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Illinois appeals court finds sex offender registration requirement too harsh

By Scott . . . For the second time this year, an Illinois state appellate court has overturned sex offender registration conditions placed on a defendant. The unanimous decision was issued by a panel of Illinois’ 3rd District Appellate Court on 8/20/18. The court found that Illinois’ Sex Offender Registration Act and related restrictions, as applied to Devin M. Kochevar,…

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MA court says burden of proof on state to prove dangerousness still exists

Associated Press: The Massachusetts Sex Offender Registry Board has the burden of proof when determining whether a sex offender should not be moved to a less dangerous classification, the state’s highest court ruled Wednesday. The Supreme Judicial Court also ruled in separate cases that indigent sex offenders have a right to legal counsel in reclassification hearings, and that those hearings…

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BREAKING NEWS; NARSOL files amicus in Colorado case

NARSOL . . . Thanks largely to the efforts of NARSOL’S legal committee chair Larry, and with the assistance of Prof J. Thomas Sullivan (Distinguished professor of law at the University of Arkansas), NARSOL filed an amicus brief before the Tenth Circuit Court of Appeals on Wednesday in support of the appellees in an important case out of Colorado styled Millard…

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No residency restrictions in York, Nebraska

By Sandy . . . A town in Nebraska, York, has been considering residency restrictions for those on the registry off and on for several years.  Recently, prompted by a concerned citizen, city attorney Charles Campbell prepared an ordinance and asked the York City Council to consider it.   One of NARSOL’S writers, Mike W., wrote a letter to the editor…

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Court gives MN registrant settlement in residency restrictions suit

By Nick Ferraro . . . A sex offender who sued West St. Paul over its 2016 ordinance that restricted where he could live will receive $84,000 as part of a settlement agreement approved by a federal judge Monday. U.S. District Court Chief Judge John Tunheim entered an order that dismissed without prejudice the lawsuit that Level 1 sex offender Thomas…

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NJ Supreme Court: some Megan’s Law amendments unconstitutional

By Michael Booth . . . The New Jersey Supreme Court on Wednesday held 2014 amendments to Megan’s Law enhancing certain penalties for sex offenders who violate parole requirements unenforceable against four defendants based on the ex post facto clauses of both the state and federal constitutions. The court, in a unanimous ruling, vacated the convictions and sentences of four paroled sex offenders…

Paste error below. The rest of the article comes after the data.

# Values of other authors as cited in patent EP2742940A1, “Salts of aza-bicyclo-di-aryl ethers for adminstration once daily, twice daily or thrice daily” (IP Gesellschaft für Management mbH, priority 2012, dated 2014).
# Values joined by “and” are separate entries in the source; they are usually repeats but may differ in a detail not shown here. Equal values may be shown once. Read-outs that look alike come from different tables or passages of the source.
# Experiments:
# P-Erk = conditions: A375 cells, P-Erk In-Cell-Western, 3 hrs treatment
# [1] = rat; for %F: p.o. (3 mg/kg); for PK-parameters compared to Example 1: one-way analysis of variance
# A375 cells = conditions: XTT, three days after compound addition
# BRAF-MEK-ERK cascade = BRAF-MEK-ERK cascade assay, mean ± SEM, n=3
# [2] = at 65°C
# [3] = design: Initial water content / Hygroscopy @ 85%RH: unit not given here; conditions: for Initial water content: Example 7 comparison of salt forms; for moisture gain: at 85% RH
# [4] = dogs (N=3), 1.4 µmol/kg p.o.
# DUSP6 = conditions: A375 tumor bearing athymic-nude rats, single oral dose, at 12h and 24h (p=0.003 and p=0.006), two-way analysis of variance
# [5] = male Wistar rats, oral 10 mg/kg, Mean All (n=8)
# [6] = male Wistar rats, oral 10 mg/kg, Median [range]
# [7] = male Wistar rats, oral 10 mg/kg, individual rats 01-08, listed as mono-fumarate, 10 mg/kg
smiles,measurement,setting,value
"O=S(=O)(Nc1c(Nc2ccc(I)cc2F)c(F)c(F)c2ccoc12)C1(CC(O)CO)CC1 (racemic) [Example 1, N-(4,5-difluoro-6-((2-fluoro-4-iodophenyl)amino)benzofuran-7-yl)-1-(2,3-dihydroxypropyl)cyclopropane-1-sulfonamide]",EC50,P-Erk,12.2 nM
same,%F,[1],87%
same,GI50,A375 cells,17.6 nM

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Guess whose mugshots are online now?

By Cyrus Farivar . . .  Two alleged owners of Mugshots.com—Sahar Sarid and Thomas Keesee—have been arrested in south Florida on a recently issued California warrant. The notorious website publishes mugshots and then demands payment for their removal. On Wednesday, the attorney general of California brought criminal charges against not only Sarid and Keesee, but also Kishore Vidya Bhavnanie and David Usdan. The quartet has been charged…

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Victory in New Jersey: part of Megan’s Law ruled unconstitutional

By S.P. Sullivan . . . New Jersey’s highest court has ruled a portion of Megan’s Law unconstitutional because it requires juveniles to remain listed on the state’s sex offender registry for life. The unanimous Supreme Court decision found placing such a lifetime requirement on child offenders violated their due process rights under the state constitution. “Indeed, categorical lifetime notification…

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Supreme Court: Definition of “crime of violence” unconstitutionally vague

By Larry . . . NARSOL has some good news today from the United States Supreme Court in the case of Sessions v. Dimaya. The case involved James Dimaya, a lawful, permanent resident of the United States whose deportation was sought because of two convictions for first-degree burglary in the state of California. After his second offense, the government sought…

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Florida: Significant ex post facto victory in Ft. Lauderdale case

By Robin . . . In a significant victory for registered citizens in Florida who have been hounded by the ever-increasing reach of residency restrictions enacted by local ordinances, Judge Mindy Solomon of Broward County has held Section 16-127 of the Fort Lauderdale Code of Ordinances unconstitutional both as applied and on its face. The effect of this ruling is…

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